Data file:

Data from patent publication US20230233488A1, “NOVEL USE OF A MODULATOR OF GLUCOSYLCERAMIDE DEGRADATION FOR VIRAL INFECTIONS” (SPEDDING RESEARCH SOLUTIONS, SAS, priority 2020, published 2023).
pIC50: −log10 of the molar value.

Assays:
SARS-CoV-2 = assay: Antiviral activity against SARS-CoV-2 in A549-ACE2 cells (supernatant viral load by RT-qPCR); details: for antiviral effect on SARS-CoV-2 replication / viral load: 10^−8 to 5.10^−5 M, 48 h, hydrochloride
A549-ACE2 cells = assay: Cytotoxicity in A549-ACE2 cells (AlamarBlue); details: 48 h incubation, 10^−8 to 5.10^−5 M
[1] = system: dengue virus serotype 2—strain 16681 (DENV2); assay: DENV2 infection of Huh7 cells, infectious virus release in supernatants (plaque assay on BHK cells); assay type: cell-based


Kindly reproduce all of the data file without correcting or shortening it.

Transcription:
Data from patent publication US20230233488A1, “NOVEL USE OF A MODULATOR OF GLUCOSYLCERAMIDE DEGRADATION FOR VIRAL INFECTIONS” (SPEDDING RESEARCH SOLUTIONS, SAS, priority 2020, published 2023).
pIC50: −log10 of the molar value.

Assays:
SARS-CoV-2 = assay: Antiviral activity against SARS-CoV-2 in A549-ACE2 cells (supernatant viral load by RT-qPCR); details: for antiviral effect on SARS-CoV-2 replication / viral load: 10^−8 to 5.10^−5 M, 48 h, hydrochloride
A549-ACE2 cells = assay: Cytotoxicity in A549-ACE2 cells (AlamarBlue); details: 48 h incubation, 10^−8 to 5.10^−5 M
[1] = system: dengue virus serotype 2—strain 16681 (DENV2); assay: DENV2 infection of Huh7 cells, infectious virus release in supernatants (plaque assay on BHK cells); assay type: cell-based